The No. 10 Harvard men’s water polo made program history this weekend by capturing the Northeast Water Polo Conference Championships. The Crimson took down MIT, No. 12 Princeton, and No. 10 Brown in its path to victory.
This year’s team has depth that most of its opponents envy. Veteran staples like senior Noah Harrison and junior co-captain Harry Tafur have blended with freshmen to create a season that will stand out in Harvard record books.
Yet even among the amazing breadth the Crimson has displayed, co-captain Joey Colton stands out the heart and soul of this year’s team.
“He’ll make a good play for us on defense and then go down and make a big goal for us,” Tafur said. “Whatever we need, he can do it and he can do it better than most players in the country. He is a one-of-a-kind player.”
Colton has not only led his team to its best record since 2001, but also has steered been a key to the program’s first ever NCAA berth, which the team obtained after clinching the NWPC this past weekend.
His performance was only one in a chain of dominating play. His season stats boast 34 goals, 72 assists, and 24 steals, which makes him the second-leading point getter for the Crimson.
“As a team we played fantastic, but Joey really led us through the weekend with his play,” Tafur said. “Teammates doing any sport in general, when you see them giving their 110 percent effort and performing at such a great level, it inspires you to do the same. He this weekend just turned on the jets so to speak. He was a facilitator and a scorer.”
The two-time captain’s influence extends to far outside the pool as well.
“He is just one of the most loyal friends I have and he really just cares so deeply about the team and he really takes the reputation of this program to heart,” Tafur said. “As co-captains, he is a great friend and in a way a mentor.”
Harvard posted comfortable wins in the quarterfinal against MIT (14-8) and in the final against Brown (11-7). The tightest matchup came in the semifinals when the Crimson met Princeton again after falling to the Tigers in a heated 11-10 loss at home only two weeks earlier.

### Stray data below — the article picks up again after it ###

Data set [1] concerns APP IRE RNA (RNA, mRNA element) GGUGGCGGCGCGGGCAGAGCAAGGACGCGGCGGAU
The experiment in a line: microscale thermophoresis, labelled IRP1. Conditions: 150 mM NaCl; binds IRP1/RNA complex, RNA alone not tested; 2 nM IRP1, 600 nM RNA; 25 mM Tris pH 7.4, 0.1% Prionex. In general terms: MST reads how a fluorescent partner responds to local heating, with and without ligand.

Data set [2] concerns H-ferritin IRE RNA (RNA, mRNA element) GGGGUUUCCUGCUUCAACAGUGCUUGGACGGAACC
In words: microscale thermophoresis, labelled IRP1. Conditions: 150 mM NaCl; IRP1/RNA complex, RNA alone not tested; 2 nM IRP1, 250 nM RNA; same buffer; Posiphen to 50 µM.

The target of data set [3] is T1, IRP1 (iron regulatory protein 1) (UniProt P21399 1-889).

In the fourth quarter with Princeton leading by one, Harvard found itself in an all-too-familiar back-and-forth game for the third time this season. Calm, cool, and collected Colton answered the call, tying up the game at 13 with only two minutes left on the clock.
The senior then followed the goal up with another tally with less than a minute left to secure the victory and an NWPC championship appearance, the first in Harvard’s history as a varsity program.
The momentum continued into the championship game against Brown where Colton’s season-high six assists and pair of goals added to a lead that the Bears were never able to catch overcome.
In four seasons in Cambridge, Colton has racked up his fair share of accolades. He was the water polo team’s rookie of the year and led the squad in assists as a freshman. The Garden Grove, Calif. native was on the CWPA All-Northern team for the last two seasons and has led the Crimson in assists in each of his four seasons.
Colton’s performances this weekend, this season, and throughout his Harvard career have placed his team in a position to make even more history in the upcoming NCAA tournament, but he doesn’t see it that way.
“By no means was it me doing anything amazing, it was no individual effort from me. It was a good job by the team playing hard defense,” Colton said. “I was fortunate to be in those positions but give those opportunities to anyone else on the team and I know they would have done just as well… It looks like I came in clutch or whatever way you want to say it but I can’t iterate it enough that it was the team doing their job and playing.”
—Staff writer Ginny Miller can be reached at email@example.com
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